Showing Phil The Money
MONTREAL--The Maple Leafs might have been able to call the shots this fall when it came to negotiating new contracts for Nazem Kadri and Cody Franson.
But not Phil Kessel.
Kessel, who turns 26 tomorrow, had all the leverage in this negotiation because he had the ability to walk out the door next July.
He basically handed the Leafs a deadline - an ultimatum, really - of when he would accept a new contract extension, and today it's expected the club will meet that deadline with a new eight-year, $64 million deal just before the puck drops to begin the 2013-14 season.
That's what being a consistent, 30-35 goal scorer in the NHL gets you these days. With Gary Bettman's administration having allowed scoring to drop again to Dead Puck Era levels, a player like Kessel who can still find the net in about four out of every 10 games is, essentially, irreplaceable.
He knew that, his agent knew that, and Dave Nonis knew that.
That Kessel will apparently get this deal when a year ago many within the Leaf organization and outside it were questioning as to whether he was an appealing target for such a contract demonstrates a remarkable turnaround in the way the winger is perceived. Don't forget, it wasn't that long ago that he was picked dead last in the all-star game draft, and the hockey world seemed to take enormous delight laughing at Kessel, Brian Burke and the Leafs, not necessarily in that order.
But Kessel turned it around by battling hard in a first round playoff loss to Boston last spring, finally overcoming the mental and/or physical block he had when competing against the team that traded him away.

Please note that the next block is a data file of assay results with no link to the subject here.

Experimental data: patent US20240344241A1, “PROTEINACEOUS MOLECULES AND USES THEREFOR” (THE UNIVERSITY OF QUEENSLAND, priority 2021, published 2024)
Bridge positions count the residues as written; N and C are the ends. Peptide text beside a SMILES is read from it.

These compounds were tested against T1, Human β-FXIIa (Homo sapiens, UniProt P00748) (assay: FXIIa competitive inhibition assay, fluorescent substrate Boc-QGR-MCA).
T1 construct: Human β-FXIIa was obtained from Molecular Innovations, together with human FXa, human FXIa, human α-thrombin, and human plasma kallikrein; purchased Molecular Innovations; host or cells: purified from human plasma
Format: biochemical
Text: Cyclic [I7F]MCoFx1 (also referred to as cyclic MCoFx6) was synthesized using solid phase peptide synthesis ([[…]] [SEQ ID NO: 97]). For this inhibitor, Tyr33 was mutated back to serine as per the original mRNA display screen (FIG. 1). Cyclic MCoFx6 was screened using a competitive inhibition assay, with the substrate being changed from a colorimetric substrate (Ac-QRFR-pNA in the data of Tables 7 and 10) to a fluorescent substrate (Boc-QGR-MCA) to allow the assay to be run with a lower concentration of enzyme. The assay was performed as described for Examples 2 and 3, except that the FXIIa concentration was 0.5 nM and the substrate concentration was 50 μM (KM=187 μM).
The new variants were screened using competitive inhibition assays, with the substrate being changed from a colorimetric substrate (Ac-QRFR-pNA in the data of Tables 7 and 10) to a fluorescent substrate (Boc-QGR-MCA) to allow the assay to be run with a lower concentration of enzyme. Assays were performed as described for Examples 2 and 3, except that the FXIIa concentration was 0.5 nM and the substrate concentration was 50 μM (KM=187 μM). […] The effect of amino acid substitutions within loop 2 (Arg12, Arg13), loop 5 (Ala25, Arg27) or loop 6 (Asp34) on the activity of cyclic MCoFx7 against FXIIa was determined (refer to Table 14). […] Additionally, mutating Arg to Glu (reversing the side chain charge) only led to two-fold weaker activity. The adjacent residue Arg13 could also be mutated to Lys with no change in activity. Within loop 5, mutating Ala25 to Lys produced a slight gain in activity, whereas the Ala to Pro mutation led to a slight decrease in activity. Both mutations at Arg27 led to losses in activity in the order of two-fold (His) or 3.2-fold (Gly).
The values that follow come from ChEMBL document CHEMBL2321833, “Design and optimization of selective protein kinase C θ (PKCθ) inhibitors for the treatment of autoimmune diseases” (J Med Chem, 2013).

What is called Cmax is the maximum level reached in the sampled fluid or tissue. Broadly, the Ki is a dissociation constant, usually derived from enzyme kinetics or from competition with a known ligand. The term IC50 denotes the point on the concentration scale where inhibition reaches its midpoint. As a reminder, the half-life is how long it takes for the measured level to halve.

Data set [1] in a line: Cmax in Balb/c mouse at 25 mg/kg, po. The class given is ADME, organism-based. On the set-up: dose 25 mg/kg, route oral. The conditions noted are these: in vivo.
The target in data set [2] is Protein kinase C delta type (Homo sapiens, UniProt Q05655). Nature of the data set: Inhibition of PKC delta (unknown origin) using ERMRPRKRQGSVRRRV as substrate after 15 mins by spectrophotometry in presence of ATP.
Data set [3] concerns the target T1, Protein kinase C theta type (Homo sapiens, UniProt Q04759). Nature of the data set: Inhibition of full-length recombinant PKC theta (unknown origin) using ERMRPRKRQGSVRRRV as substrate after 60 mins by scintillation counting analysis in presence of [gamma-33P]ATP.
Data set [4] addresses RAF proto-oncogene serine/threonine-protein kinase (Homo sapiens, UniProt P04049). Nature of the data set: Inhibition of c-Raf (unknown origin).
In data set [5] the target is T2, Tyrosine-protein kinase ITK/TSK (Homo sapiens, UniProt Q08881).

Since then, the Bruins have dealt the key piece they picked up in the 2009 trade with Toronto, forward Tyler Seguin, and nowadays few would question that Kessel, warts and all, is the best player in that trade. The Bruins won the Stanley Cup after dealing him, of course, so they hold the trump card in any conversation about who won the deal.
Kessel now becomes the richest Leaf ever and one of the highest paid players in the game, and the question is now this; is he what he seems to be, or is there more?
Certainly, it became clear in recent months that he wanted to stay in Toronto, that he actually preferred being in such a hockey hotbed, perhaps because he'd proved to himself and everyone else that he could handle it.
His best buddy, Tyler Bozak, plays centre beside him. The team has built around him and grown from one of the weakest teams in the Eastern Conference to a competitive squad, and a tough one, and Kessel is the No. 1 offensive weapon.
Folks will have a hard time comparing him with outstanding Leafs of the recent past like Darryl Sittler, Wendel Clark, Doug Gilmour and Mats Sundin when it comes to understanding this contract.
He's like none of those players, and his battle readiness will continue to be questioned, as will his rep as a last-to-the-rink, first-off-the-ice player.
But the guy can score. He can score 30 in his sleep. He creates open ice for others with his fabulous speed. He gets along with his teammates, who understand he's an offensive weapon few teams have.
This contract will come with lots and lots of questions, mostly concerning whether he's the right player to invest in, and whether the Leafs can become an elite team with him as their centre piece.
He's answered some of those questions. More will be forthcoming.